As a species what sets us apart from the from our nearest neighbours who still prefer to swing from the branches is the ability to categorize and classify everything we see around us. Trying to stake a claim on posterity is a very human thing to do. We love to leave a mark. Something that will remain when we have gone back to the dust. We may have at sometime in our lives been impressed by a shelf full of the many volumes that comprise the Encyclopedia Britannica or the chunky tombs like Wisden Cricketing almanac which have all the stats and scores of those great games in the past. For those wishing to record what we have achieved in the world of numeric sequences we have to rely on the OEIS … the online encyclopedia of integer sequences. This ‘encyclopedia’ was something started by a guy called Neil Sloane almost 40 years ago. Well not the on-line bit but the integer sequences bit. Like all good ideas at the time it is something that’s outgrown its humble roots and taken on a life of its own.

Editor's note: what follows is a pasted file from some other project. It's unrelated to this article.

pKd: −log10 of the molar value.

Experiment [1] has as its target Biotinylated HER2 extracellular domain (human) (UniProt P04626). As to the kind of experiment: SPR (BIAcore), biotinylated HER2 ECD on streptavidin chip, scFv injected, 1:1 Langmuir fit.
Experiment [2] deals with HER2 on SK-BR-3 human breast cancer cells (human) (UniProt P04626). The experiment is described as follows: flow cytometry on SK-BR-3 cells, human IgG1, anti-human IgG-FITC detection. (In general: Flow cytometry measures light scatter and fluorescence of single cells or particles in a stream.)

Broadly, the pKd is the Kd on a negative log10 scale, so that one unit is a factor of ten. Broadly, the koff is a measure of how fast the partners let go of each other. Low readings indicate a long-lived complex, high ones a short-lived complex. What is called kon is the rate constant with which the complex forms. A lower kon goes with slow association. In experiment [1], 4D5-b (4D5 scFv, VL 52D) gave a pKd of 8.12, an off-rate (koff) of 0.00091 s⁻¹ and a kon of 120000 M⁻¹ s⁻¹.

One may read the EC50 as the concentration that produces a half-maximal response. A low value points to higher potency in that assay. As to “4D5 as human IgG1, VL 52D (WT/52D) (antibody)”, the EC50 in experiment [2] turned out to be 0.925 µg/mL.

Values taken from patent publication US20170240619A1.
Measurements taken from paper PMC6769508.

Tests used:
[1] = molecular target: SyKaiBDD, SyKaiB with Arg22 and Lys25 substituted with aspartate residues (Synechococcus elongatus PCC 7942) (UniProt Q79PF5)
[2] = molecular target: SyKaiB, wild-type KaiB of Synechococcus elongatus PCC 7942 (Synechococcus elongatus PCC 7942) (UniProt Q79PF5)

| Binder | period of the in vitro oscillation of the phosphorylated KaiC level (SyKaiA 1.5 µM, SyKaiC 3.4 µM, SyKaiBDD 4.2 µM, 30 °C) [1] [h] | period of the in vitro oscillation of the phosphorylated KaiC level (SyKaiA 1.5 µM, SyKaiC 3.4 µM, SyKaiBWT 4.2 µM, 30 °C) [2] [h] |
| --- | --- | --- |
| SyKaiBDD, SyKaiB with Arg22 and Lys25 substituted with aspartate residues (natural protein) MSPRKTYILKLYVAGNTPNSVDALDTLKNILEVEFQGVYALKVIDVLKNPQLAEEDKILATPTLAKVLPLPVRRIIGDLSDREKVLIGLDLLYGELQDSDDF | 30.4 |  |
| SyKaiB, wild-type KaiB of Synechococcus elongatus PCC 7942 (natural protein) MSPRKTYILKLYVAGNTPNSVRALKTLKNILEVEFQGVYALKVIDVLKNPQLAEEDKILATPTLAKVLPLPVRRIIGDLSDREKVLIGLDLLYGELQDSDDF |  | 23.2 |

Here’s how it works.

You dream up a sequence of integers that are related in some way .. which may only be tenuous … or it may be some thing that springs from a well defined formula .. like y=x^2 .. and you create a list of results and you can put the results in the OEIS … then someone else comes along and if they think they’d like to put the sequence in too they can type the first few digits in to see if someone else has already thought of it … Having just re-read that last paragraph .. it all sounds a tad dull. But if you’re a prime nut then it’s the dog’s whatsits.